Carmelo’s quite obviously the main character here. He’s the biggest star on the team, the player with his head on the straightest, and you can always rely on him to be at the center of each game or episode. Jerry is the same way. He’s a recognized comedian, having appeared on late-night television, and Keith Hernandez is also a fan. Both are very good at what they do, and both have a hand in the production.
J.R. Smith – George Costanza
A lot of you on Twitter had different ideas for who the George of the Knicks is, but for me it’s J.R. He’s been his own worst enemy on so many occasions, as has George. He’s also best friends with Jerry, and we know J.R. and Carmelo go back a ways. One thing we learned on his “Beginnings” episode is that J.R. is a family man – he spends lots of time staying with his parents. The only difference here is J.R. seems to actually like his parents, and George dreads spending time with them. Oh, and we also have the fact that George has been labeled by Jerry and Kramer as a “chucker” in “The Boyfriend”. J.R. takes his fair share of shots.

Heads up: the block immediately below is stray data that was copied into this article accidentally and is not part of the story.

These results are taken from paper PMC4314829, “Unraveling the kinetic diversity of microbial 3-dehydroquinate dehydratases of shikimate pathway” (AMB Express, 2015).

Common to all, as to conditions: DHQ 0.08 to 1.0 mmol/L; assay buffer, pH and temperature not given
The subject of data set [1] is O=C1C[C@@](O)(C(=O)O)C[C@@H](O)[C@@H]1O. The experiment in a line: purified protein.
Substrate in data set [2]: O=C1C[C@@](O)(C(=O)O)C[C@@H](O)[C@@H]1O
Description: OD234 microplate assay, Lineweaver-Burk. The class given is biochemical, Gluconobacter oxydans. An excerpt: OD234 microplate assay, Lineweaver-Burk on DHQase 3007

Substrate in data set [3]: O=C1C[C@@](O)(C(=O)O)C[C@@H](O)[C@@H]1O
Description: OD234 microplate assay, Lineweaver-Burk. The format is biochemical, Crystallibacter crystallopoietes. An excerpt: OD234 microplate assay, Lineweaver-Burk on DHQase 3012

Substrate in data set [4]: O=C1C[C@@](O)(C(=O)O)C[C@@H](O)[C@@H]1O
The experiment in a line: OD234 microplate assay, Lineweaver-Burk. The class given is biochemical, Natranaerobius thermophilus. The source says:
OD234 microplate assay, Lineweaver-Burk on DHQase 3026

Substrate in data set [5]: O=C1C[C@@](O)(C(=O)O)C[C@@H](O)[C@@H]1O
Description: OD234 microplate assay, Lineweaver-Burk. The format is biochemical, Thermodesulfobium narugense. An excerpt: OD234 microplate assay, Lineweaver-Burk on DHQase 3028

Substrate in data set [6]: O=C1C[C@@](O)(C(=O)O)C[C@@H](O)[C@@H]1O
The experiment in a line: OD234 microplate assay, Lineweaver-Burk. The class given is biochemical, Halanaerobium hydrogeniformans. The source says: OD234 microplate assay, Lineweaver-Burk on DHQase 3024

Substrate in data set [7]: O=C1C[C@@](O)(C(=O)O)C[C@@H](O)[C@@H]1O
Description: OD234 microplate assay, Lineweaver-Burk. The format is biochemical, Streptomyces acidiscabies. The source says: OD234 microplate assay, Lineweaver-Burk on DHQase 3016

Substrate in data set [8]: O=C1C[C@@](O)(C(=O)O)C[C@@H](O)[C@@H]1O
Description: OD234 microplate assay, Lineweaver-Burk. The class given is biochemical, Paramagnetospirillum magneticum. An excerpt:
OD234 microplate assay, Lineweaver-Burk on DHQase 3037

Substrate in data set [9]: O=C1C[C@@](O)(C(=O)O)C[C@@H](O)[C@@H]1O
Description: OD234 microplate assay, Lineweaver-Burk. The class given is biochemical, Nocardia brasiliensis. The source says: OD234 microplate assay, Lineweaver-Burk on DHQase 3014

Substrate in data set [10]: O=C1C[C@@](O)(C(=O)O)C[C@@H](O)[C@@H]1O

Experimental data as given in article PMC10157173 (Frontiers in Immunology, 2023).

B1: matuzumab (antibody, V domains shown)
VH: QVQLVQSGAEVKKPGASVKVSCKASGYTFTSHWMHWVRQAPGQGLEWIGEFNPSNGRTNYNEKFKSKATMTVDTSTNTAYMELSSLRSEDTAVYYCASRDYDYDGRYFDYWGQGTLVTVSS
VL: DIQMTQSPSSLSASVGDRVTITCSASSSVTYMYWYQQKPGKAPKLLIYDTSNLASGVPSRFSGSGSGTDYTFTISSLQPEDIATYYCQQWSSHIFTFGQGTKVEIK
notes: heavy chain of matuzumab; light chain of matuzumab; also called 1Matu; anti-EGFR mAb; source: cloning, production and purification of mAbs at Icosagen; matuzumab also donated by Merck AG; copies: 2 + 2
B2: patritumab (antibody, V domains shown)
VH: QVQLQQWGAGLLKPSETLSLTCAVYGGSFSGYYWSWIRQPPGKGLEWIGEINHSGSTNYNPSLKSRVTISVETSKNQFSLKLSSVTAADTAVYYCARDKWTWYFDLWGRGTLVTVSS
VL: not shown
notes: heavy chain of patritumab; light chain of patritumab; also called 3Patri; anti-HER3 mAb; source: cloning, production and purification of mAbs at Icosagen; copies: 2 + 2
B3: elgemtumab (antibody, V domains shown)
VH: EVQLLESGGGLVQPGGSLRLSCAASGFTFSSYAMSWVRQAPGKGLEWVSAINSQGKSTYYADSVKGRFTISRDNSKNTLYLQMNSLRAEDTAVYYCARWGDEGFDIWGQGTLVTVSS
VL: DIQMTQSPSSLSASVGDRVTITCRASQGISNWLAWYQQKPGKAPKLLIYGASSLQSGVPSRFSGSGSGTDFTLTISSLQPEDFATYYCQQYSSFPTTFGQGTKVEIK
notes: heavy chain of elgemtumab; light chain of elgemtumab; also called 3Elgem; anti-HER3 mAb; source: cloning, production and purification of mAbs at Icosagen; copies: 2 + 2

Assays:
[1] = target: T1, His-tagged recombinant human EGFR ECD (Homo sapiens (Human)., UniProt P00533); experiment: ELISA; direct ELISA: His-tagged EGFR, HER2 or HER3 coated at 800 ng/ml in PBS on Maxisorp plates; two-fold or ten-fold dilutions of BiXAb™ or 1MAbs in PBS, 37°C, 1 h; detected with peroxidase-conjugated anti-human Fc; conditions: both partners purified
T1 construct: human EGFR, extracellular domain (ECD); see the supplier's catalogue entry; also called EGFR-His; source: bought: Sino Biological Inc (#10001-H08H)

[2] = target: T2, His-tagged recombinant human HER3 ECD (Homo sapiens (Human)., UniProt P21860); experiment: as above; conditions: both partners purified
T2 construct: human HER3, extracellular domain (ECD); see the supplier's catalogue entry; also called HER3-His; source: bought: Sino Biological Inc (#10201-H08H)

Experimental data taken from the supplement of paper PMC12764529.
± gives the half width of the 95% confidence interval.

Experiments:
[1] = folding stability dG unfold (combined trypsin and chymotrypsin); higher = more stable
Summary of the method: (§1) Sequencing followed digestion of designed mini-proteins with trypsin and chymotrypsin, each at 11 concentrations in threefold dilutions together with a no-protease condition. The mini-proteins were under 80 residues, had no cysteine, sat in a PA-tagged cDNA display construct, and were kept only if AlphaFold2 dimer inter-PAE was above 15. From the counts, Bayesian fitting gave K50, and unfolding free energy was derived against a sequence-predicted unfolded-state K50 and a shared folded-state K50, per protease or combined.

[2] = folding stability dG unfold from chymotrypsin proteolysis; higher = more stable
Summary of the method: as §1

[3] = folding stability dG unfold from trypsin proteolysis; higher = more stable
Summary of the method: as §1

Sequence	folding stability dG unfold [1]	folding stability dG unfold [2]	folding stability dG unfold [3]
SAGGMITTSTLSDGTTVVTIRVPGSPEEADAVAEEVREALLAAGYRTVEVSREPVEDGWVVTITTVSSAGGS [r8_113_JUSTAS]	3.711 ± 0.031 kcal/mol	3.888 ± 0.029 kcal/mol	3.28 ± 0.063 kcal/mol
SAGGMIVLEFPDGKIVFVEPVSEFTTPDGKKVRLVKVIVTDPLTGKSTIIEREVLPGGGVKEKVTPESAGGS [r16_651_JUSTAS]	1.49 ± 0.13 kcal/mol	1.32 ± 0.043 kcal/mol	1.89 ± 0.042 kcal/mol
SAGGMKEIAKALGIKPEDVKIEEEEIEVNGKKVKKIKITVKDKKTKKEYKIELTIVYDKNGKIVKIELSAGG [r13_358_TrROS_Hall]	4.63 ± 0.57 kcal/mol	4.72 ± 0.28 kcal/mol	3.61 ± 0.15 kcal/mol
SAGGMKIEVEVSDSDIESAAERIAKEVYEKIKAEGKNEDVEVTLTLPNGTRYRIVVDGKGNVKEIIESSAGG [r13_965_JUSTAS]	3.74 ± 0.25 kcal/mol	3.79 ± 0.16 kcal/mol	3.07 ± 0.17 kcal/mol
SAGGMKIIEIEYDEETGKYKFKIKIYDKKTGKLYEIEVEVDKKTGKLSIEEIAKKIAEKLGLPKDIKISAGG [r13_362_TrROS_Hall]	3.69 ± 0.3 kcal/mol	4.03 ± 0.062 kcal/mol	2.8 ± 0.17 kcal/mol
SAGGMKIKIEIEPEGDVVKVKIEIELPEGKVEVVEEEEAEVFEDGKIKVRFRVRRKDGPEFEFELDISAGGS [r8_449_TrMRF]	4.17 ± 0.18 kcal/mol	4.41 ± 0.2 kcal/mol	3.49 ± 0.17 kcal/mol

Cole Aldrich – Kramer
Tall and goofy-looking at times on the court. His game looks odd and unconventional at times with his heavy use of the jump-hook, though it’s very effective. Kramer’s also very unconventional and unique, yet always manages to charm people into liking/entering business ventures with him. Kramer is also the fashionista of the group, and Cole’s Christmas sweater proves that he’s got plenty of fashion sense himself.